How to Improve Bathroom Ventilation Problems

How to Improve Bathroom Ventilation Problems

Published on March 26, 2022

What happens when a building’s design makes it difficult or impossible to vent a bath fan to the exterior? Read this guide for tips on how to improve ventilation issues in your bathroom, especially if your home’s design makes it difficult to install proper ventilation.

In many houses, bathroom ventilation doesn’t present problems. A fan or fan/light combination is installed in the bathroom ceiling, then vented through the roof or through a soffit or sidewall.

With the flip of a switch, odors and excess moisture are easily vented outside. But what happens when a building’s design makes it difficult or impossible to vent a bath fan to the exterior?

As it turns out, there are many situations that can make it difficult to install a bathroom fan that vents to the exterior. Solving this problem calls for some construction creativity, smart product selection, and the installation skills of an experienced HVAC contractor.

Dealing with Bathroom Ventilation and Building Code

Before delving into solutions to difficult bathroom ventilation problems, it’s helpful to understand some basic history and code requirements. Even before indoor plumbing, folks understood that outhouses needed ventilation.

When bathrooms moved indoors, ventilation was required not just to remove odors, but also to exhaust excess moisture. We all know how much moisture can be produced by taking a hot shower—just think about the fogged mirrors and the condensation that forms on windows and walls, especially when it’s cold outside.

Today, the building code that applies in most municipalities calls for bathrooms to be vented by means of an exhaust fan or an operable window. The window ventilation option is a minimum standard that can’t be viewed as effective or reliable. Depending on someone to open a window to vent excess moisture is a dubious proposition—especially in cold weather. A vent fan will always exhaust moisture more effectively.

Signs of Bathroom Ventilation Problems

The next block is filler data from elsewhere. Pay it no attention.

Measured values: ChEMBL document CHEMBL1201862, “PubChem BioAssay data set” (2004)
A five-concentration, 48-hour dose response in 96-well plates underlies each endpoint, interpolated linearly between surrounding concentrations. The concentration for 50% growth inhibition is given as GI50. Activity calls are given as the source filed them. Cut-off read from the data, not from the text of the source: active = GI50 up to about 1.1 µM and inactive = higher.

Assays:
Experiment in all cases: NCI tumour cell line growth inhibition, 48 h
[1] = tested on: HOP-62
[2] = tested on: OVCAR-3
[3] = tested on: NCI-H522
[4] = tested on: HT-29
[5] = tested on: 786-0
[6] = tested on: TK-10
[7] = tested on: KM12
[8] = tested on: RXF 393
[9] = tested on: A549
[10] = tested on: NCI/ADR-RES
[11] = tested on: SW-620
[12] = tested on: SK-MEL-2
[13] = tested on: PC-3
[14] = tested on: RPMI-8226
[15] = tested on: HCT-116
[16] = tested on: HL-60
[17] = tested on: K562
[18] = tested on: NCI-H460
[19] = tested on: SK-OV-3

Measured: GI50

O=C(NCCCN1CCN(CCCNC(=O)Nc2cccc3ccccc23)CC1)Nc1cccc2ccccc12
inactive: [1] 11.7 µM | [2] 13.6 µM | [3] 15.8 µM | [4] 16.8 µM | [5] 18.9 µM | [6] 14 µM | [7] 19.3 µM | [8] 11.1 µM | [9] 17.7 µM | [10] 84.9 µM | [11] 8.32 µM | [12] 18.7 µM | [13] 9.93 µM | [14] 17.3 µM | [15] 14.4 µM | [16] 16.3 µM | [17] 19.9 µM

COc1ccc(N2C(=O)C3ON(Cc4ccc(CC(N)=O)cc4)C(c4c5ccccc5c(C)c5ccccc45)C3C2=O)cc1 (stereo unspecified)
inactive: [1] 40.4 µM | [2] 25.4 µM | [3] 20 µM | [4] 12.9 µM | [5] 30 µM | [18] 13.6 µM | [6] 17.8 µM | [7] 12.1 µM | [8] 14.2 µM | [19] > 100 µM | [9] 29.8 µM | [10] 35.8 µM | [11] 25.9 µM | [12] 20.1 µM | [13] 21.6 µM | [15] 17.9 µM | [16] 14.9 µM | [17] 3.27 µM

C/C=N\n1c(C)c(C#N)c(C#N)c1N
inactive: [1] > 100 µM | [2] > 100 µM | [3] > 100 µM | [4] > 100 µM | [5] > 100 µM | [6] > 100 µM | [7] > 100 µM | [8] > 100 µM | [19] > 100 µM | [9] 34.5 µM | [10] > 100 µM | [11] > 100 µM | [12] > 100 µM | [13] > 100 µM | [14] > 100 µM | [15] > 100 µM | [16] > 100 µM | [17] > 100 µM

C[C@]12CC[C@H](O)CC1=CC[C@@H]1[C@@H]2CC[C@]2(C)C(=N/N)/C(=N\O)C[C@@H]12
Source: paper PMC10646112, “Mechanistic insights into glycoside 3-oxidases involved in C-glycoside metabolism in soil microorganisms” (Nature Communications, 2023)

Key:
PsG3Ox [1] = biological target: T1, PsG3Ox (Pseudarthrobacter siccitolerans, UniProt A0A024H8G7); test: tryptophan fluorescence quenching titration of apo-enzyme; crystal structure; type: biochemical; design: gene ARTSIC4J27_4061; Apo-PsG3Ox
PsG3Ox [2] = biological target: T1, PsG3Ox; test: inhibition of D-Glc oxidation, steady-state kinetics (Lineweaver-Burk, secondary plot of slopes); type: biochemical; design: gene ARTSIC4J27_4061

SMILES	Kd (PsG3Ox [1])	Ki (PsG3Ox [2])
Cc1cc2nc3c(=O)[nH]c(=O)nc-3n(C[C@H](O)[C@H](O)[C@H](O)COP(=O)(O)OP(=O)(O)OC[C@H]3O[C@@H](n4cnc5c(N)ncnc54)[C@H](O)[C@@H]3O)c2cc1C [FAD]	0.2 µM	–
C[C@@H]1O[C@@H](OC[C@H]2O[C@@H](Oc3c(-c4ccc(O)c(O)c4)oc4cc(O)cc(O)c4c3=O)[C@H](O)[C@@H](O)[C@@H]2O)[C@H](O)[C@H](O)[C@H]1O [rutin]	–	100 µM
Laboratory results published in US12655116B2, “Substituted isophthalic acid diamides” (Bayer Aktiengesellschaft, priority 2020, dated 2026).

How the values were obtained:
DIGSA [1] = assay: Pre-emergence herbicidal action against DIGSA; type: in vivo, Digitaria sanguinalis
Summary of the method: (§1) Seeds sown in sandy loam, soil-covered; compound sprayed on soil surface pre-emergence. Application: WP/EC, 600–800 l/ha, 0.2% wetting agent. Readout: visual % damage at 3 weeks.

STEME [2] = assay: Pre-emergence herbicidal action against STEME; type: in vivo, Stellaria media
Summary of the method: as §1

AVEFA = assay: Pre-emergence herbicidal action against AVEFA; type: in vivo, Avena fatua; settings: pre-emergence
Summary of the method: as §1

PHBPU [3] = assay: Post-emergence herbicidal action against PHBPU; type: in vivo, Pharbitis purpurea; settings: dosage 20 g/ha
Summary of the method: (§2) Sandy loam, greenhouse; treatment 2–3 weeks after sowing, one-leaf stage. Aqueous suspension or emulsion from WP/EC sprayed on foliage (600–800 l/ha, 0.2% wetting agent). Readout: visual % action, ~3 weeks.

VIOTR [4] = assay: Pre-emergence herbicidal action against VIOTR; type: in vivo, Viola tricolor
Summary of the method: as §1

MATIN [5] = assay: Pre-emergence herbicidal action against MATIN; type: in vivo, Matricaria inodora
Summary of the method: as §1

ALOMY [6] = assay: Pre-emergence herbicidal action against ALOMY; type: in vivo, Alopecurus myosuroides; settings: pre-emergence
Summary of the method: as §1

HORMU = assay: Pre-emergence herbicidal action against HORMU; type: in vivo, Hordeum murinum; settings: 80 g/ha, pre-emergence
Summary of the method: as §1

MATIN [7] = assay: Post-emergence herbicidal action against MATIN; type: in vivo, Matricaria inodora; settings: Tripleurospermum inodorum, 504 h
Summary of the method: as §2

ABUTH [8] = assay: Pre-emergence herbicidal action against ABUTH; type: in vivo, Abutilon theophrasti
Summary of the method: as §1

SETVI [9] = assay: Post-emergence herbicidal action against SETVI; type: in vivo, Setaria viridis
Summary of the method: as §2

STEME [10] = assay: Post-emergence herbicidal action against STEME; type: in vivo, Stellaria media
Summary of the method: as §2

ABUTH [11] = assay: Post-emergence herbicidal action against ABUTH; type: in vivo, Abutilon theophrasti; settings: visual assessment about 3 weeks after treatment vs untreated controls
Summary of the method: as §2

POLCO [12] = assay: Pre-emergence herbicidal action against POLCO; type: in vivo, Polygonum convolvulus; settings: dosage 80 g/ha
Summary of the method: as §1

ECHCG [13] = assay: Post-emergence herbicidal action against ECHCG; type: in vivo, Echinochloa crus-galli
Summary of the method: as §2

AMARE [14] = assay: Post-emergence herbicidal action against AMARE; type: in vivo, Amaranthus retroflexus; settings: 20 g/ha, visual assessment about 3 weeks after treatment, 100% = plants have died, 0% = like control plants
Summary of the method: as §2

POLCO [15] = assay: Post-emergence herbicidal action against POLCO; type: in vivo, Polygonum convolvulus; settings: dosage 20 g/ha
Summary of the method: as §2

Houses built (and renovated) today are more airtight, and more highly insulated than those built in the past. The mandate to “build tight and insulate right” provides some important benefits: a higher level of interior comfort (especially during temperature extremes), savings on fuel and electricity, and lower levels of carbon emissions.

But tight construction creates a much greater potential for indoor air pollution. Mold spores are among the most hazardous indoor air pollutants, and mold is a direct result of excess moisture. Mold is a serious health issue, causing a wide range of respiratory ailments and allergic reactions. It will also damage and destroy common building materials like wood and gypsum board.

Mold in a bathroom can be caused by a plumbing leak, but splotchy stains on wall or ceiling surfaces usually indicate inadequate ventilation—too much moisture in bathroom air. This can also cause mold to form on wood or insulation in an attic space above a bathroom. Even if you can’t see mold, the unpleasant smell is a telltale sign of its presence.

While there are other reasons to solve bathroom ventilation problems—the inconvenience of foggy mirrors, for example— preventing mold is the most compelling reason by far.

Basic Guidelines for Bath Fans

Before delving into difficult bathroom ventilation problems and how to solve them, let’s go over some basic details that apply to bathroom fans. Understanding these elements will help you make the right decisions about bathroom ventilation, whether straightforward or complicated.

Buy the right fan

Bath fans are sized according to the volume of air they can move, measured in cubic feet per minute, or cfm. The rule of thumb is that you need 1 cfm for every square foot of floor area in your bathroom. It’s smart to err on the high side, however—especially in a bathroom that gets heavy use or one with a high ceiling. Better fans are engineered to run quieter than low-priced versions. Look for a sone rating of around 1, as opposed to 3 or 4.

Consider special features

A bath fan that includes a light will eliminate the need to install a separate ceiling fixture. A fan with variable speed control enables you to get extra exhaust power when you’re generating extra humidity—like when taking a long shower or using a jetted tub.

Original Article: How to Improve Bathroom Ventilation Problems 

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